Here’s a great example, The Boxer of Quirinal, a Hellenistic Greek sculpture from the first century BC. This famous work of art shows an ancient warrior seated, likely resting after a match. This fellow certainly earned his bread, with scars and bruises inlaid with copper adding to the detail. Also of note is the Cestus, which are the leather wraps covering the knuckles of each hand. These were more for increasing knockout power than protection.
This image adorned a vase and dates to about 450BC and shows a young man lifting a smaller stone in either hand. It is said that this image shows the “weightlifting” event at the very first Olympic games, stones weighing as much as 300 lbs. were said to have been used in the contest.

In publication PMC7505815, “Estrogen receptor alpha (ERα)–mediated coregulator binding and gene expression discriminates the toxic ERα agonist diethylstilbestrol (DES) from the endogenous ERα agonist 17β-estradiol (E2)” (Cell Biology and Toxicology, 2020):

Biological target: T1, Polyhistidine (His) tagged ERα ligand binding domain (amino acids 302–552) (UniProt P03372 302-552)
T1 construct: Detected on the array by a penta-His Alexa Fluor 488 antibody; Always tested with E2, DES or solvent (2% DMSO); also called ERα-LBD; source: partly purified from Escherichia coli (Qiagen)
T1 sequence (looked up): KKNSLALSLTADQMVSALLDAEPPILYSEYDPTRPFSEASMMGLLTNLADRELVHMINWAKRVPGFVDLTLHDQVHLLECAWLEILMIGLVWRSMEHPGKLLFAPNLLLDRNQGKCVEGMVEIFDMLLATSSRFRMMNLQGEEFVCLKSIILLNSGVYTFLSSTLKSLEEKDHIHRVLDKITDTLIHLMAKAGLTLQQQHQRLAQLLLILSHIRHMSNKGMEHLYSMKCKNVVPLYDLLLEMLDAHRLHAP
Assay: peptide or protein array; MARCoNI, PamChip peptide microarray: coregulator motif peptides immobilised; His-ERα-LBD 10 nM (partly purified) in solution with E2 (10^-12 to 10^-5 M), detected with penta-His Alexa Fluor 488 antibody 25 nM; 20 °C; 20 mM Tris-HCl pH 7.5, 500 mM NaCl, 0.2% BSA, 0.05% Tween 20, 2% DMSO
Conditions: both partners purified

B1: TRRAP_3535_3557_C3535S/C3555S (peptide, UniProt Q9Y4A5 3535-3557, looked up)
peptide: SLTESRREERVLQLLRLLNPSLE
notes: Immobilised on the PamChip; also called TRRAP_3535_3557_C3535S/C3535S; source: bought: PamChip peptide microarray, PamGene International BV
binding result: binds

He was a six-time wrestling Champion in the ancient Olympic Games and his strength was legendary.
Milo built his strength with an unusual method: Each day he would carry a new-born calf and, as the calf grew larger, so did Milo’s strength.
Eventually Milo was able to carry a full-grown bull the length of the stadium. The stamp above features Milo holding apart a split tree and was created in honor of the 1924 Olympic Games, held in Paris, France (where Charles Rigoulot won the heavyweight-class gold medal.)